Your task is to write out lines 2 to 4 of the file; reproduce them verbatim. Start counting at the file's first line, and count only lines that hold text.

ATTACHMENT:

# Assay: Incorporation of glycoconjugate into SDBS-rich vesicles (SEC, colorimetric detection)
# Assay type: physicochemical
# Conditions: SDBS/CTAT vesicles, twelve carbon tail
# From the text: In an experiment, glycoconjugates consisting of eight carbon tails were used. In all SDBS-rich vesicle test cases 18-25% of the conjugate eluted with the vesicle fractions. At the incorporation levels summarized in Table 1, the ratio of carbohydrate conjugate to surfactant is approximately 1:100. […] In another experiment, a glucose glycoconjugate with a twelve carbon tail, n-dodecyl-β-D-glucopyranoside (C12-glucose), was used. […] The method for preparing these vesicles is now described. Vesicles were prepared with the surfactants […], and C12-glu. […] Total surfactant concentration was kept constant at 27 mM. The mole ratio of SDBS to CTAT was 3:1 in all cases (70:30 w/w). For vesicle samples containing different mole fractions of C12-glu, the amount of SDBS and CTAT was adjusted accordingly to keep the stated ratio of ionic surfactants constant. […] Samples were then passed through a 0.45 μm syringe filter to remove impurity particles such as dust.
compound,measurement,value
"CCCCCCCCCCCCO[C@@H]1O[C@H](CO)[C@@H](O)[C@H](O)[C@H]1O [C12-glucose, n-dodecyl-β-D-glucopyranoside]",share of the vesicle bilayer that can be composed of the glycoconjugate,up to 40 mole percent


# Assay type: physicochemical
# Conditions: SDBS/CTAT vesicles, twelve carbon tail
# From the text: In an experiment, glycoconjugates consisting of eight carbon tails were used. In all SDBS-rich vesicle test cases 18-25% of the conjugate eluted with the vesicle fractions. At the incorporation levels summarized in Table 1, the ratio of carbohydrate conjugate to surfactant is approximately 1:100. […] In another experiment, a glucose glycoconjugate with a twelve carbon tail, n-dodecyl-β-D-glucopyranoside (C12-glucose), was used. […] The method for preparing these vesicles is now described. Vesicles were prepared with the surfactants […], and C12-glu. […] Total surfactant concentration was kept constant at 27 mM. The mole ratio of SDBS to CTAT was 3:1 in all cases (70:30 w/w). For vesicle samples containing different mole fractions of C12-glu, the amount of SDBS and CTAT was adjusted accordingly to keep the stated ratio of ionic surfactants constant. […] Samples were then passed through a 0.45 μm syringe filter to remove impurity particles such as dust.